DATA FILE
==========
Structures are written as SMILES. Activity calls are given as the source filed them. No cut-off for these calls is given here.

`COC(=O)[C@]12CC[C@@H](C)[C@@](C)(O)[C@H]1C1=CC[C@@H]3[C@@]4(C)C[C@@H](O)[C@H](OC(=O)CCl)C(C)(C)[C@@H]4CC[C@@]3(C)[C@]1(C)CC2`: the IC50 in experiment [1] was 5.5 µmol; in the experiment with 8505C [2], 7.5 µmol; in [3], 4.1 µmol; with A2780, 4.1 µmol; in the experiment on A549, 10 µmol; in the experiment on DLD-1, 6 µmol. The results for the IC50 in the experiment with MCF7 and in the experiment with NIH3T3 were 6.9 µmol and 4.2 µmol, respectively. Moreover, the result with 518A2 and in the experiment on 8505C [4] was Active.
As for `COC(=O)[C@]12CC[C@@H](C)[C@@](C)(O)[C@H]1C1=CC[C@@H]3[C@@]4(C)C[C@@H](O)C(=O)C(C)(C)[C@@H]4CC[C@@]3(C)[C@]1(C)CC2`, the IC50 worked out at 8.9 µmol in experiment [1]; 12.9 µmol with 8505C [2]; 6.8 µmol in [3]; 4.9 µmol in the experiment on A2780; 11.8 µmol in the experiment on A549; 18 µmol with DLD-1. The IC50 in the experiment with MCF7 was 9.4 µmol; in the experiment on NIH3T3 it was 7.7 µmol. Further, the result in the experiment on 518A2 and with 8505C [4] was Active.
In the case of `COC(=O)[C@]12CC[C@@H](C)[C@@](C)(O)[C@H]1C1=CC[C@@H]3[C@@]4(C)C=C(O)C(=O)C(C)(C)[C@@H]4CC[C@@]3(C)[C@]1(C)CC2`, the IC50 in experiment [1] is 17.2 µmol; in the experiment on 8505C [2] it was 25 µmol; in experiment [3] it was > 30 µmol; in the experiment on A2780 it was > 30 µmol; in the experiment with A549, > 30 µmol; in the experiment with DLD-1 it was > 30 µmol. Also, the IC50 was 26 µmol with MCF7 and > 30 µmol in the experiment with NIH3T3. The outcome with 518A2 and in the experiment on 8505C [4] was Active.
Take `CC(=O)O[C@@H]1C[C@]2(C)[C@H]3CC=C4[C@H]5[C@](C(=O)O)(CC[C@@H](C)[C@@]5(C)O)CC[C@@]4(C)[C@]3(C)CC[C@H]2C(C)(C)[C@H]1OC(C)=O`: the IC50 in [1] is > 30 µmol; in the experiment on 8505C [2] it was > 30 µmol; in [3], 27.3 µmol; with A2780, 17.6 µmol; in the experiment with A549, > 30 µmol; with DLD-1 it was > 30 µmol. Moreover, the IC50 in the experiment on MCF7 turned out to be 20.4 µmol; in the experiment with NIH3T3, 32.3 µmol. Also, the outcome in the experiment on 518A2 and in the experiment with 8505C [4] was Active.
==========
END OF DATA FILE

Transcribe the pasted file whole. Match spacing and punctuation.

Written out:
Structures are written as SMILES. Activity calls are given as the source filed them. No cut-off for these calls is given here.

`COC(=O)[C@]12CC[C@@H](C)[C@@](C)(O)[C@H]1C1=CC[C@@H]3[C@@]4(C)C[C@@H](O)[C@H](OC(=O)CCl)C(C)(C)[C@@H]4CC[C@@]3(C)[C@]1(C)CC2`: the IC50 in experiment [1] was 5.5 µmol; in the experiment with 8505C [2], 7.5 µmol; in [3], 4.1 µmol; with A2780, 4.1 µmol; in the experiment on A549, 10 µmol; in the experiment on DLD-1, 6 µmol. The results for the IC50 in the experiment with MCF7 and in the experiment with NIH3T3 were 6.9 µmol and 4.2 µmol, respectively. Moreover, the result with 518A2 and in the experiment on 8505C [4] was Active.
As for `COC(=O)[C@]12CC[C@@H](C)[C@@](C)(O)[C@H]1C1=CC[C@@H]3[C@@]4(C)C[C@@H](O)C(=O)C(C)(C)[C@@H]4CC[C@@]3(C)[C@]1(C)CC2`, the IC50 worked out at 8.9 µmol in experiment [1]; 12.9 µmol with 8505C [2]; 6.8 µmol in [3]; 4.9 µmol in the experiment on A2780; 11.8 µmol in the experiment on A549; 18 µmol with DLD-1. The IC50 in the experiment with MCF7 was 9.4 µmol; in the experiment on NIH3T3 it was 7.7 µmol. Further, the result in the experiment on 518A2 and with 8505C [4] was Active.
In the case of `COC(=O)[C@]12CC[C@@H](C)[C@@](C)(O)[C@H]1C1=CC[C@@H]3[C@@]4(C)C=C(O)C(=O)C(C)(C)[C@@H]4CC[C@@]3(C)[C@]1(C)CC2`, the IC50 in experiment [1] is 17.2 µmol; in the experiment on 8505C [2] it was 25 µmol; in experiment [3] it was > 30 µmol; in the experiment on A2780 it was > 30 µmol; in the experiment with A549, > 30 µmol; in the experiment with DLD-1 it was > 30 µmol. Also, the IC50 was 26 µmol with MCF7 and > 30 µmol in the experiment with NIH3T3. The outcome with 518A2 and in the experiment on 8505C [4] was Active.
Take `CC(=O)O[C@@H]1C[C@]2(C)[C@H]3CC=C4[C@H]5[C@](C(=O)O)(CC[C@@H](C)[C@@]5(C)O)CC[C@@]4(C)[C@]3(C)CC[C@H]2C(C)(C)[C@H]1OC(C)=O`: the IC50 in [1] is > 30 µmol; in the experiment on 8505C [2] it was > 30 µmol; in [3], 27.3 µmol; with A2780, 17.6 µmol; in the experiment with A549, > 30 µmol; with DLD-1 it was > 30 µmol. Moreover, the IC50 in the experiment on MCF7 turned out to be 20.4 µmol; in the experiment with NIH3T3, 32.3 µmol. Also, the outcome in the experiment on 518A2 and in the experiment with 8505C [4] was Active.